3. Weights are the other side of your workout. Lifting weights is anaerobic, which means without oxygen. It means that your body spares the oxygen to do the "heavy lifting." It burns more calories after the workout, which means a faster metabolism. Woot woot! But weights do so much more than just burn more calories. It builds muscle which makes your heart stronger, tightens your skin, shapes your body, protects your joints and bones, and makes cardio safer to do.
 When someone breaks their arm and it is in a cast for months, muscle atrophy (loss) is unavoidable. What happens when that cast comes off? Rebuilding muscle is important to keep from further injury and to be able to handle everyday tasks. It is so foundational to our bodies. Take a look at babies, what are the first things they do? Lift the head, roll over, plank, climb, squat, stretch, etc. They are building muscle! It's foundational for other movements. We must not take that for granted. When trying to get in shape we don't want to go out and start jogging (sorry couch to 5k), we need to start with these things of building muscle and doing functional exercises. 
What does this look like in a 30 minute workout? It's lifting heavier weights, making your muscles shake and fatigue after 10 reps, and utilizing large muscle groups like your legs. It's planking till you literally fall on the floor and doing push-ups even if you hate them. It's also stretching well. A flexible muscle gives your body more strength potential.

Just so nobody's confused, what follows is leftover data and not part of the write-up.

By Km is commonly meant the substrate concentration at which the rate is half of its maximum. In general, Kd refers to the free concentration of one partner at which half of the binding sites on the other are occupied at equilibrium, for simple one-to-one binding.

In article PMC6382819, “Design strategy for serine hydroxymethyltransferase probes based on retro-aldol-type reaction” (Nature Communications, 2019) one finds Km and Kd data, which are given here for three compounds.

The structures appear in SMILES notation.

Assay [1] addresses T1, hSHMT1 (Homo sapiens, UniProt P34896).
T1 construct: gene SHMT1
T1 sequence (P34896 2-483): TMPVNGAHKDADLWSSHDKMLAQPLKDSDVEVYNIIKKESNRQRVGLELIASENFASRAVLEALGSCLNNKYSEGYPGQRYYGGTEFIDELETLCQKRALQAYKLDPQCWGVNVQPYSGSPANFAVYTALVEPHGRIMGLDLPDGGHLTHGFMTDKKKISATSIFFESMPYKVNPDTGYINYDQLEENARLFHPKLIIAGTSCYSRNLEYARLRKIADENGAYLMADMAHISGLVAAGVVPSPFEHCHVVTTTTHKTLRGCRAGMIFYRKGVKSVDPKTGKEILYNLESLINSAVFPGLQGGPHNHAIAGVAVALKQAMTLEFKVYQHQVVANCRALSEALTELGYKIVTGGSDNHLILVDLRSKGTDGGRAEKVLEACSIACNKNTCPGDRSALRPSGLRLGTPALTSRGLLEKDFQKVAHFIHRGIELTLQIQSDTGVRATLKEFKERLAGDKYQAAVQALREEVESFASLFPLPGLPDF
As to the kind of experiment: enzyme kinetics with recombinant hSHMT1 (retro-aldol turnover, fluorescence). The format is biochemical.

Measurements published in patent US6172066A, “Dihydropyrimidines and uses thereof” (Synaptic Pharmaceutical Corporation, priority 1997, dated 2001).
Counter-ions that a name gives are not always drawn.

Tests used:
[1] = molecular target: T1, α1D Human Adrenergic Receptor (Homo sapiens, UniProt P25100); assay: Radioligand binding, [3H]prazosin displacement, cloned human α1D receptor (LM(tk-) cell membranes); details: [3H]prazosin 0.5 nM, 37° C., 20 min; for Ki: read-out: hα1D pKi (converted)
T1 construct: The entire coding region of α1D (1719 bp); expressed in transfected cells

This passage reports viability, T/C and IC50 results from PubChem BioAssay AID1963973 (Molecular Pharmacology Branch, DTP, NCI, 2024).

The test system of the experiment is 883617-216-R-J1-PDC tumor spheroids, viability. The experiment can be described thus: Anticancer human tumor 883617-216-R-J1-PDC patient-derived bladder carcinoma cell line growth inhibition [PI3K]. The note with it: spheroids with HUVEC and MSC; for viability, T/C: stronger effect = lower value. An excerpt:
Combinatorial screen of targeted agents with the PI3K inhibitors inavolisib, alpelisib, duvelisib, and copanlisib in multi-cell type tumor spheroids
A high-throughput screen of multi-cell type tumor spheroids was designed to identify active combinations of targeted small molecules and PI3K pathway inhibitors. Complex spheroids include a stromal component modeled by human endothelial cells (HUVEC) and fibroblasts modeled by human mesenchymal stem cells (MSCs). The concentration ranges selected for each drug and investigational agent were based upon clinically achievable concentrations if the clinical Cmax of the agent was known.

4. I do want to address how many days a week you exercise. I know I said that I workout 5 days a week but this is another area where perfection is the enemy. IF you don't have 5 days a week to exercise then don't stress!!!! Even if you can commit to 2 days a week then do it. Some will just not even try because they think they have to live up to a certain standard. That is perfection trying to rob your efforts. I will say it again, a healthy lifestyle is a journey; that means you will have stages of life. To make something a habit, you must be consistent. 2 days a week of exercising will still benefit the body in so many ways, rather than not doing it at all. And once it becomes habitual, you may be able to fit it in other days a week because those 2 days a week increased your energy enough to make it through your workday plus a 20 minute workout. It really is worth it because exercise does give you more energy. 

5. Intervals. Take advantage of interval training with short workouts. This is bang for your "buck" right here. It is proven (I can give info) to burn more fat and calories in a 20 minute HIT (high intensity training) workout than a 60 minute steady state workout. An example is doing 30 seconds to a minute of an exercise that raises your heart rate so high you can't continue but brings it back down another 30 seconds to a minute of rest and repeating the routine. It's short bursts of level 10 intensity that utilizes aerobic and anaerobic activity. 2 for 1 and I am all for that! 

Therefore, this is not an extension of April Fools, this is reality. I am telling you to exercise LESS but in order to do that you must increase your intensity. It's proven and I am just one living testimonial. I can tell you that I am in better shape and am smaller than I was as a teenager when I exercised longer than I do now. I train smart and eat lean.